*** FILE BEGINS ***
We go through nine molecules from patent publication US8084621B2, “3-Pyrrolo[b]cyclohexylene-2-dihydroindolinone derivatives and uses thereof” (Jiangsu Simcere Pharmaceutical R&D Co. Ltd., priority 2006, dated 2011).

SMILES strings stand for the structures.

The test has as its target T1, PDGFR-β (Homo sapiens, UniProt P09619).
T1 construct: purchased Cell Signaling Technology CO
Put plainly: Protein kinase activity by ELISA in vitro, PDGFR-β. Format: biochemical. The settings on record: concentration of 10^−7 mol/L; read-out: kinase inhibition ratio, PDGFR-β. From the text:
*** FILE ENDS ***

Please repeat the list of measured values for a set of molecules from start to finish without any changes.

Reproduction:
We go through nine molecules from patent publication US8084621B2, “3-Pyrrolo[b]cyclohexylene-2-dihydroindolinone derivatives and uses thereof” (Jiangsu Simcere Pharmaceutical R&D Co. Ltd., priority 2006, dated 2011).

SMILES strings stand for the structures.

The test has as its target T1, PDGFR-β (Homo sapiens, UniProt P09619).
T1 construct: purchased Cell Signaling Technology CO
Put plainly: Protein kinase activity by ELISA in vitro, PDGFR-β. Format: biochemical. The settings on record: concentration of 10^−7 mol/L; read-out: kinase inhibition ratio, PDGFR-β. From the text: